By now it may be too late, and you may have bought the CIA book. :cry: As I said here,
that is a book written to be TAUGHT by a chef-instructor; it is not a book for a home cook to read and learn from fully on his/her own. Ditto the Gisslen book (which we used where I went to school, and which I consider the least of all the school texts I've seen). These are books written with the assumption that terms will be explained repeatedly by instructors, and that the instructors will be able to figure out what the students don't know and therefore be able to direct them to the information.
If someone insists on trying to learn from a school text without benefit of an instructor to ask for explanations, my favorite is Sarah Labensky and Alan Hause's On Cooking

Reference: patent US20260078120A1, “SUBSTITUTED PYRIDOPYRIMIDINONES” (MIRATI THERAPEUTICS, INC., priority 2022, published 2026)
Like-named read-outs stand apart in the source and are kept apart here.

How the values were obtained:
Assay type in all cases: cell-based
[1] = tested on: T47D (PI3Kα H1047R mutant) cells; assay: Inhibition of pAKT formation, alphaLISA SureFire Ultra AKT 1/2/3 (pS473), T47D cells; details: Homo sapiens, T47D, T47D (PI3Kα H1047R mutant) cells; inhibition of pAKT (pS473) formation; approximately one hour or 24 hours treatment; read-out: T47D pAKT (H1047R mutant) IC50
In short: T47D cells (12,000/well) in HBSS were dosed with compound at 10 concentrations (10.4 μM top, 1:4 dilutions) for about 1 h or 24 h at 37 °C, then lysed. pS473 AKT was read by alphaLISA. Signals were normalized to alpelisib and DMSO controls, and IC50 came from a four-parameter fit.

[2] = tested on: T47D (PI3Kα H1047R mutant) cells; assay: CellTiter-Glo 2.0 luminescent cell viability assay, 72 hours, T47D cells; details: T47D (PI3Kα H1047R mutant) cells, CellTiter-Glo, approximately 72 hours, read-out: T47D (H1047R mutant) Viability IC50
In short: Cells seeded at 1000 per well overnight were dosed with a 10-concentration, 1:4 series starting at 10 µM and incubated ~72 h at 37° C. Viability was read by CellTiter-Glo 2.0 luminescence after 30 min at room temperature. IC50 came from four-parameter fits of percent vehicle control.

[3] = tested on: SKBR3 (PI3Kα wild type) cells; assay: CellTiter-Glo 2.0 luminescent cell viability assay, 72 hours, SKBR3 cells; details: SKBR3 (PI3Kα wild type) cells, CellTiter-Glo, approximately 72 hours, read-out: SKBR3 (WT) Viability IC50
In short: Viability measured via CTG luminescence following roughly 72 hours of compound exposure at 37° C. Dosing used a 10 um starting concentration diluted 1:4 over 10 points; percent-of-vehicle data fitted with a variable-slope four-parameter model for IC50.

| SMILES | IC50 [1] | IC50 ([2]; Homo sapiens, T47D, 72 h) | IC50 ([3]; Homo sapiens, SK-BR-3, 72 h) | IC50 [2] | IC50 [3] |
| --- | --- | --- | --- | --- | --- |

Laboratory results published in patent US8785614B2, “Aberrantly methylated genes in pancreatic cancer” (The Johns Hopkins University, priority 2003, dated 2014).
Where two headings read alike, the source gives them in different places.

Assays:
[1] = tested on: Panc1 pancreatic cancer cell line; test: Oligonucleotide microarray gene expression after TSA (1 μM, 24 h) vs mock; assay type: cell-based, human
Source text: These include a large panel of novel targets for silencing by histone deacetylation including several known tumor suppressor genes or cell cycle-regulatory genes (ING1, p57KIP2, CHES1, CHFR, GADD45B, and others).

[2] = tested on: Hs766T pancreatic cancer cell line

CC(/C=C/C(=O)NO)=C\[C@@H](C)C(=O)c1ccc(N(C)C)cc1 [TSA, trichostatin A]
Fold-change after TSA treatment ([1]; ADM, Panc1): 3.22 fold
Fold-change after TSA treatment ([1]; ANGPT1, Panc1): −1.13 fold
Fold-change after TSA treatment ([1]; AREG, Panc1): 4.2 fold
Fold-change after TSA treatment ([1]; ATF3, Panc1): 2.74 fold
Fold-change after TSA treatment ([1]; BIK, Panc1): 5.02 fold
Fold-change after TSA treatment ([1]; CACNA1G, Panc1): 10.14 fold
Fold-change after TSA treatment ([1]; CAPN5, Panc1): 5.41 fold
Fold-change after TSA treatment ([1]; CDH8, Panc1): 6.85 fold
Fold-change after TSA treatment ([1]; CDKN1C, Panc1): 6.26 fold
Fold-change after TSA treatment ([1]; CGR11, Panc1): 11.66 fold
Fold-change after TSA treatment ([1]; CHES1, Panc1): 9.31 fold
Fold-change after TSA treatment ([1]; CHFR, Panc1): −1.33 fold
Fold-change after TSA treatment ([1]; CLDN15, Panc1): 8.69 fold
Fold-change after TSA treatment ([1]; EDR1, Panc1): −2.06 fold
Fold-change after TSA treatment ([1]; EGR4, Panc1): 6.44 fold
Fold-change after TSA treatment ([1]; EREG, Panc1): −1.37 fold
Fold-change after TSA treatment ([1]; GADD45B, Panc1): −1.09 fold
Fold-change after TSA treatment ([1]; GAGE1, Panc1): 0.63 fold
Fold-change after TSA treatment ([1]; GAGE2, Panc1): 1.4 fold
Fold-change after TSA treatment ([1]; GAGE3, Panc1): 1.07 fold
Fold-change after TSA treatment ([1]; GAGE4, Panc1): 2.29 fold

(and the new companion On Baking
). Those books have much clearer explanations of the what, why, and how for people who do not yet know the professional terminology.
However, for bethap's purposes, I think Madeleine Kamman's and Jacques Pepin's books are far better. Or Essentials of Cooking
, by James Peterson, or Learning to Cook with Marion Cunningham,
or even Mark Bittman's How to Cook Everything
are better choices for the home cook. Why? Because they are specifically written for home cooks who have no one to ask, and who must rely on the book 100%. They are written in the language of the home cook, not that of the professional kitchen. The recipes are written for people who buy their food in supermarkets a pound or two at a time, not by the case from purveyors, and who cook for 1 or 2 or 4 or 6, not in batches for 10 or 20 or more, people who need to make 1 cup of sauce, not 1 gallon.
Anyway, that's just my opinion. :talk: ;)